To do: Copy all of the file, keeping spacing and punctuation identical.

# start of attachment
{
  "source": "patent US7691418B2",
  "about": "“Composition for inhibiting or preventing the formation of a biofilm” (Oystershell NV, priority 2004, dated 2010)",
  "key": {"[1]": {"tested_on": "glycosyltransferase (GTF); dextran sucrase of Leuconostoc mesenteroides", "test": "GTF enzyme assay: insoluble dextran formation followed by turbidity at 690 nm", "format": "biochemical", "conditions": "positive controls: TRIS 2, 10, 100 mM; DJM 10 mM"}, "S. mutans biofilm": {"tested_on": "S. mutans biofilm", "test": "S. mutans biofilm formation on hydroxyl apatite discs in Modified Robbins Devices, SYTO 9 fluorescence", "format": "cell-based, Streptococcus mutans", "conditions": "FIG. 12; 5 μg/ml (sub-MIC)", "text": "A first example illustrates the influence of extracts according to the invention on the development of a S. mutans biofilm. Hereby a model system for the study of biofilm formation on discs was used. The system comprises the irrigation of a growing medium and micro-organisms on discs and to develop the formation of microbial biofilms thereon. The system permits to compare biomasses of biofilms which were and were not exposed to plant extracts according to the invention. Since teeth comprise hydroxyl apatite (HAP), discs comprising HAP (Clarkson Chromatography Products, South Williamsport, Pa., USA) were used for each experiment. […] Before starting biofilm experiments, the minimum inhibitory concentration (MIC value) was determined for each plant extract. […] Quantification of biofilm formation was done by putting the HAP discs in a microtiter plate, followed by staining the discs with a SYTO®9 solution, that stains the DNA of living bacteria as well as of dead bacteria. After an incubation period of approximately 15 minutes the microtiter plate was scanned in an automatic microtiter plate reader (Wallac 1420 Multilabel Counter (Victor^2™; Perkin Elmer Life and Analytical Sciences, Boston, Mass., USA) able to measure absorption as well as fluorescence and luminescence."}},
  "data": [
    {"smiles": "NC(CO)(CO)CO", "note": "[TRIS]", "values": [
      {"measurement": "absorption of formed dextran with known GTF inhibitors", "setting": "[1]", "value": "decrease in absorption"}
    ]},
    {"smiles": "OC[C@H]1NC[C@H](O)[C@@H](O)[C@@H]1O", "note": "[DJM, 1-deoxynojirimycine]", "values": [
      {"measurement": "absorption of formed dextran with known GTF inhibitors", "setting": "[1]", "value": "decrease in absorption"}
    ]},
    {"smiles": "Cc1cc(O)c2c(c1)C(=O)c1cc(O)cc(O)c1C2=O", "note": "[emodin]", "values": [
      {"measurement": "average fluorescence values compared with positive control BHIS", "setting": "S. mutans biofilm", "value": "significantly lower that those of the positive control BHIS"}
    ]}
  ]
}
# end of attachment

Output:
{
  "source": "patent US7691418B2",
  "about": "“Composition for inhibiting or preventing the formation of a biofilm” (Oystershell NV, priority 2004, dated 2010)",
  "key": {"[1]": {"tested_on": "glycosyltransferase (GTF); dextran sucrase of Leuconostoc mesenteroides", "test": "GTF enzyme assay: insoluble dextran formation followed by turbidity at 690 nm", "format": "biochemical", "conditions": "positive controls: TRIS 2, 10, 100 mM; DJM 10 mM"}, "S. mutans biofilm": {"tested_on": "S. mutans biofilm", "test": "S. mutans biofilm formation on hydroxyl apatite discs in Modified Robbins Devices, SYTO 9 fluorescence", "format": "cell-based, Streptococcus mutans", "conditions": "FIG. 12; 5 μg/ml (sub-MIC)", "text": "A first example illustrates the influence of extracts according to the invention on the development of a S. mutans biofilm. Hereby a model system for the study of biofilm formation on discs was used. The system comprises the irrigation of a growing medium and micro-organisms on discs and to develop the formation of microbial biofilms thereon. The system permits to compare biomasses of biofilms which were and were not exposed to plant extracts according to the invention. Since teeth comprise hydroxyl apatite (HAP), discs comprising HAP (Clarkson Chromatography Products, South Williamsport, Pa., USA) were used for each experiment. […] Before starting biofilm experiments, the minimum inhibitory concentration (MIC value) was determined for each plant extract. […] Quantification of biofilm formation was done by putting the HAP discs in a microtiter plate, followed by staining the discs with a SYTO®9 solution, that stains the DNA of living bacteria as well as of dead bacteria. After an incubation period of approximately 15 minutes the microtiter plate was scanned in an automatic microtiter plate reader (Wallac 1420 Multilabel Counter (Victor^2™; Perkin Elmer Life and Analytical Sciences, Boston, Mass., USA) able to measure absorption as well as fluorescence and luminescence."}},
  "data": [
    {"smiles": "NC(CO)(CO)CO", "note": "[TRIS]", "values": [
      {"measurement": "absorption of formed dextran with known GTF inhibitors", "setting": "[1]", "value": "decrease in absorption"}
    ]},
    {"smiles": "OC[C@H]1NC[C@H](O)[C@@H](O)[C@@H]1O", "note": "[DJM, 1-deoxynojirimycine]", "values": [
      {"measurement": "absorption of formed dextran with known GTF inhibitors", "setting": "[1]", "value": "decrease in absorption"}
    ]},
    {"smiles": "Cc1cc(O)c2c(c1)C(=O)c1cc(O)cc(O)c1C2=O", "note": "[emodin]", "values": [
      {"measurement": "average fluorescence values compared with positive control BHIS", "setting": "S. mutans biofilm", "value": "significantly lower that those of the positive control BHIS"}
    ]}
  ]
}